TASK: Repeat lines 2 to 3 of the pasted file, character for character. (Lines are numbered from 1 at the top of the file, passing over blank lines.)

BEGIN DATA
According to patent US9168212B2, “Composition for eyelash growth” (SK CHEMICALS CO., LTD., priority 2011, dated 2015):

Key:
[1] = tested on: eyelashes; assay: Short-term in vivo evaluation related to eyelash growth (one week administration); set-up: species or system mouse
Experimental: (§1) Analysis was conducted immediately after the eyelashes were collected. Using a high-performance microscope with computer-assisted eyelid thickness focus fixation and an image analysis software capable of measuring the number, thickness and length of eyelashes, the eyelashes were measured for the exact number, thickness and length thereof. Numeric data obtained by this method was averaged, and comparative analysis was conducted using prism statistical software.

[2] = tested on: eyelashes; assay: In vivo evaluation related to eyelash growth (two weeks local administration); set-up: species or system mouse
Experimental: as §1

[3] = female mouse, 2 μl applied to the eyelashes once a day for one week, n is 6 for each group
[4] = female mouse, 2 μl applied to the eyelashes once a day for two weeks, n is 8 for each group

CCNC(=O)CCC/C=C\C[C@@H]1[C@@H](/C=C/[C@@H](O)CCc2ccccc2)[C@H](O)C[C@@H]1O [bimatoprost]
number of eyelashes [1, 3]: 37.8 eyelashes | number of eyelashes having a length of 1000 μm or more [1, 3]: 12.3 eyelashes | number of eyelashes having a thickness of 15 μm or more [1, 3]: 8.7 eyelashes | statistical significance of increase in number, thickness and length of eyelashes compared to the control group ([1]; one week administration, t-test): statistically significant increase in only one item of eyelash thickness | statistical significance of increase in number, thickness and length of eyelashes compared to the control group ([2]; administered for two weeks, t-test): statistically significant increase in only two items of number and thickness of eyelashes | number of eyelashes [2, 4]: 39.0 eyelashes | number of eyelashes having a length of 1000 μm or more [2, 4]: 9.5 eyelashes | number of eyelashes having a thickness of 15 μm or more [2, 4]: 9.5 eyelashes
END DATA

Key:
[1] = tested on: eyelashes; assay: Short-term in vivo evaluation related to eyelash growth (one week administration); set-up: species or system mouse